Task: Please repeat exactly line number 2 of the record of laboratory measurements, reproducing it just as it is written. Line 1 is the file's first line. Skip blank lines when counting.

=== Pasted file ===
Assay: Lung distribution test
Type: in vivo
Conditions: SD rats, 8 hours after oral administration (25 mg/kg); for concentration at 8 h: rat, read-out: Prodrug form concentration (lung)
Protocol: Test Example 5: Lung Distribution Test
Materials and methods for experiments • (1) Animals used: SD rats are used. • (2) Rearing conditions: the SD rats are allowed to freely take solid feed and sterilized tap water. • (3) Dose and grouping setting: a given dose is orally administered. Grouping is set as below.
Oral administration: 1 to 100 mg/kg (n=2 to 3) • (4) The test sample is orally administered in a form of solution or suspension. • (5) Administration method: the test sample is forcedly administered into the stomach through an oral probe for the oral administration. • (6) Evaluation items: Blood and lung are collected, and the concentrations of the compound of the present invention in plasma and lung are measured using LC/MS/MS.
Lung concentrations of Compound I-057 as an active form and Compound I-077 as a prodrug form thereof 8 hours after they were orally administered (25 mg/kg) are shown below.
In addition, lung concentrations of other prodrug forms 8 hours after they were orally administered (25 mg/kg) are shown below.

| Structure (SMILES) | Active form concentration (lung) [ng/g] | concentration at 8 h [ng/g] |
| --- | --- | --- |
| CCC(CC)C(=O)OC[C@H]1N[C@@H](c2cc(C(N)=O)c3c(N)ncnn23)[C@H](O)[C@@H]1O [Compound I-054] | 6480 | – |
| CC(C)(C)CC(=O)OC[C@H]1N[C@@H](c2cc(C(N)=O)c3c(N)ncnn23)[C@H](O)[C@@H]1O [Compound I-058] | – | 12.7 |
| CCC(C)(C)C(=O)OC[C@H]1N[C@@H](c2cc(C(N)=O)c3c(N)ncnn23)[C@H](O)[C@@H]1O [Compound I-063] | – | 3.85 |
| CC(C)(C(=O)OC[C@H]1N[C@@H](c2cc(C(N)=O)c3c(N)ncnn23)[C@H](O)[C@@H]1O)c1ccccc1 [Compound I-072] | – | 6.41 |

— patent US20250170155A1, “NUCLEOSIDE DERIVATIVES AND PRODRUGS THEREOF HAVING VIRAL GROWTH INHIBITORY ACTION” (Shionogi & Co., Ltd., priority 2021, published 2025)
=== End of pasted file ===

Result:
Type: in vivo